spacer1One of the most belabored cliches in American English is “Thinking Outside the Box“. Literal meaning: creative or original thinking. We all know what it means, basically, but trying to encapsulate it or describe it is frequently problematic and always highly debatable.

BendPCBend, Oregon, is arguably the most OtB place within the wildly OtB region that is the Pacific Northwest. And within that tiny universe of inspired weirdness are some breweries that are bending the quotidian realities of beer and brewing with such off-hand grace that they make the Large Hadron Collider look like a bargain brand toaster.

Boneyard is busily rewriting the definition of “IPA”. Monkless is rethinking the boundaries of Belgian-style American ales. Deschutes…well, they threw out the box ages ago and now operate as a sort of stylistic incubator in which the renovation of established styles has few boundaries and zero sacred places. At The Ale Apothecary, Deschutes alum Paul Arney is embracing his inner daredevil with every new release, with results that range from absolutely brilliant to stunningly original.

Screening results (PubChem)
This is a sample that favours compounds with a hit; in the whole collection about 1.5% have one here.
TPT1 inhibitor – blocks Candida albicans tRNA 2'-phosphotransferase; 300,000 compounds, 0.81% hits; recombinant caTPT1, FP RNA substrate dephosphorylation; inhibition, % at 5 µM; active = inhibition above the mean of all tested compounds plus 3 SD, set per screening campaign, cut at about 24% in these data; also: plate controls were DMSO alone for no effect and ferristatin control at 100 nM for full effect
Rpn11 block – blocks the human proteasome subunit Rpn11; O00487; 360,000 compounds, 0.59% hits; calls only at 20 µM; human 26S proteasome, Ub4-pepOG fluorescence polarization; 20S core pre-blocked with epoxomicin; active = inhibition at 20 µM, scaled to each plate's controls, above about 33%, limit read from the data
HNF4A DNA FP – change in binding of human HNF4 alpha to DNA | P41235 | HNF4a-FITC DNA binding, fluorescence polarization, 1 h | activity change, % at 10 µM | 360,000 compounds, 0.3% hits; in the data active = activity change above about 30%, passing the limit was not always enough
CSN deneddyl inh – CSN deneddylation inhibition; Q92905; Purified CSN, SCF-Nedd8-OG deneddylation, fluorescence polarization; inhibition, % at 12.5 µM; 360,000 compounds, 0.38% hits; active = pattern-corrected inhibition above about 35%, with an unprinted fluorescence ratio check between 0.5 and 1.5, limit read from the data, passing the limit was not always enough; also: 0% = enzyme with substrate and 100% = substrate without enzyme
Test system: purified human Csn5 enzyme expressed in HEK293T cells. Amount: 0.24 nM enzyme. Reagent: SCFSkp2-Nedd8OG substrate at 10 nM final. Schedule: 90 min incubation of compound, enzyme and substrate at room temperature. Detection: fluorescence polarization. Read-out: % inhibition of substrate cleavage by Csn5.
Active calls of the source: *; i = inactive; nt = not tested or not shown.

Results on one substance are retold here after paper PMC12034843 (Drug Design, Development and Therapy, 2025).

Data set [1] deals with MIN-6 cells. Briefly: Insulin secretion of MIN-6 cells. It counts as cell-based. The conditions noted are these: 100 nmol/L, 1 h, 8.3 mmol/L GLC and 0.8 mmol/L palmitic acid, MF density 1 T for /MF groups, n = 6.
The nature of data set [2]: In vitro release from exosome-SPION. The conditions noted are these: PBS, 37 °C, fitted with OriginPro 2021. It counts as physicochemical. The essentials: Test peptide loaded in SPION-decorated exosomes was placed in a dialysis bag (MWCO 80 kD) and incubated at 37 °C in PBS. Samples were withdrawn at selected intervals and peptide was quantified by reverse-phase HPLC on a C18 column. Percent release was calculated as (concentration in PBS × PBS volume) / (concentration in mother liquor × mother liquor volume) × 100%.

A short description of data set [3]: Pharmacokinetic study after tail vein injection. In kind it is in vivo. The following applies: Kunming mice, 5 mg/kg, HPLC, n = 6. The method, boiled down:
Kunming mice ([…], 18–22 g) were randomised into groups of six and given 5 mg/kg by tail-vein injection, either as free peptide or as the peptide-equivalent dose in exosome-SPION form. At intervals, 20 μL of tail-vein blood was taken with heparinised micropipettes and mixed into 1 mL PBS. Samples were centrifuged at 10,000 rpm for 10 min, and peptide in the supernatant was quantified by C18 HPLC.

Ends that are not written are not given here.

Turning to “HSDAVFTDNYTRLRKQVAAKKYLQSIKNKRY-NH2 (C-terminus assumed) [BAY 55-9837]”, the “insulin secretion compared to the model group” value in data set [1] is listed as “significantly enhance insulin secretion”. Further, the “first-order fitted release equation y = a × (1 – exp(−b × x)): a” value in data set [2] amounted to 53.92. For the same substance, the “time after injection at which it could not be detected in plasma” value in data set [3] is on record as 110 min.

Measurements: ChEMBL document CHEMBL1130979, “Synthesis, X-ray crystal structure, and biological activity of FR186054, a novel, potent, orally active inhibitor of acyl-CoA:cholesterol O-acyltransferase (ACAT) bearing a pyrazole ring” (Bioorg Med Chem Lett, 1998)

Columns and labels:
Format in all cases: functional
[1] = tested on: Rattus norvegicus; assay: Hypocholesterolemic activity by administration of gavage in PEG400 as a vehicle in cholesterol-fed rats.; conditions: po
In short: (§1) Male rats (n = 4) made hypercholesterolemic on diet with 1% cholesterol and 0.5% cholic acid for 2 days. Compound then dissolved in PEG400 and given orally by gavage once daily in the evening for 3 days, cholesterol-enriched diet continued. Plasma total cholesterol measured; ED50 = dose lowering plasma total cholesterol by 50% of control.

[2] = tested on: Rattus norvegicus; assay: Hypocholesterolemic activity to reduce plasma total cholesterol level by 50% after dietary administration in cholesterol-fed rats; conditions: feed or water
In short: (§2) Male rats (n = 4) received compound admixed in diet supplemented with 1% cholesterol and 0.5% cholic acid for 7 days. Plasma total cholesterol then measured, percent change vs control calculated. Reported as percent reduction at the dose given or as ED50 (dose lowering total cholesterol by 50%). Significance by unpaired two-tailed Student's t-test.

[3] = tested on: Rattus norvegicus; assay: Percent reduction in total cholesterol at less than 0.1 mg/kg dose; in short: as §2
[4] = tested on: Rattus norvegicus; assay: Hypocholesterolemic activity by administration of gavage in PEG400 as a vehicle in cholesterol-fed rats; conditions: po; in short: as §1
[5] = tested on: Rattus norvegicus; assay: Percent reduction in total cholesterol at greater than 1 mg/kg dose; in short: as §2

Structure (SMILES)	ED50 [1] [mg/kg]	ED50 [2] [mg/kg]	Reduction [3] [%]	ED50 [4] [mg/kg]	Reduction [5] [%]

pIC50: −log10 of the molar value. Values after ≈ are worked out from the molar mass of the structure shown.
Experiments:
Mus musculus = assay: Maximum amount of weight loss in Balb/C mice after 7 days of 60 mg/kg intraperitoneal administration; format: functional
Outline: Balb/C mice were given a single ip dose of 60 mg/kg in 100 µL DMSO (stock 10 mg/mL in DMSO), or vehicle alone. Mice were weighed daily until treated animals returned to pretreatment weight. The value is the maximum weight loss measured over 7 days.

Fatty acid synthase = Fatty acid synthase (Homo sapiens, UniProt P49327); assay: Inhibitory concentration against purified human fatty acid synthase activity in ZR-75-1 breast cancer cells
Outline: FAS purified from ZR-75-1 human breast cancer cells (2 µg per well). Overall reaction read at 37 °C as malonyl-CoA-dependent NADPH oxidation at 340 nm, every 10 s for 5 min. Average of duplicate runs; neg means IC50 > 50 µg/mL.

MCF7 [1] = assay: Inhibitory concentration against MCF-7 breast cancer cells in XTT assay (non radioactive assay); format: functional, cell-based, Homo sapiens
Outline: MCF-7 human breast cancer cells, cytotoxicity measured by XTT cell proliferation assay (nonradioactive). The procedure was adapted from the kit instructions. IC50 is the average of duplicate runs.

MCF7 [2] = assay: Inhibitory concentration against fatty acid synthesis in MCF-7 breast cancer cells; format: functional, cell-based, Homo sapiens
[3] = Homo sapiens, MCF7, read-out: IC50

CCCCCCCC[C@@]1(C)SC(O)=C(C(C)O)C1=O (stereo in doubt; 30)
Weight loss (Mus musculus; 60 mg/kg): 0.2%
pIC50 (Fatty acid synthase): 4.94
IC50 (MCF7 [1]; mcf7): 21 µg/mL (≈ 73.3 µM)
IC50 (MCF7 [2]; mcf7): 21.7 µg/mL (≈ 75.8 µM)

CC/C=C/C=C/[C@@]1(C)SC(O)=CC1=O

But maybe the grand master of this Perverse Rejection of the Cube is Crux Fermentation Project, where former Deschutes brewmaster, Larry Sidor, and his gifted assistant brewmaster, Cam O’Connor, are busily turning old ideas on their heads and rejecting the basic premise that The Box exists at all.


Spreader Nozzle

Picture this: you build a long, flat trailer with watertight seams and take what’s called a spreader nozzle, attach it to a hose that’s pumping hot wort (the early, boiled grain stage of beer), and fill the thing – slowly!– allowing as much air as possible to get into the wort. What’s supposed to happen is for the beer to absorb the wild and native yeasts that are floating in air everywhere and let that very unpredictable yeast ferment the liquid.

This is done in winemaking and has been for centuries. It was, in the distant past, the only way wine was fermented, as native yeasts grow plentifully on grape skins and, in fact, on MOST fruit and vegetable skins. Boujolais Nouveau, for example, is ONLY fermented with native yeasts, albeit in a sealed carbon dioxide-rich environment, and that’s what gives it that distinctive flavor. Before commercially cultured yeasts were developed, wild yeast was it, if you hoped to produce alcohol. Tepache, the Mexican street refresher, is made with the yeasts on pineapple skins. I make tepache at home and it’s always like a cool little magic trick. In Europe, this open-topped fermenter method – called “Coolship” – (because the wort cools in it, not because it’s such a cool thing to do…which it is) is used widely and, again, used to be how all beer was fermented.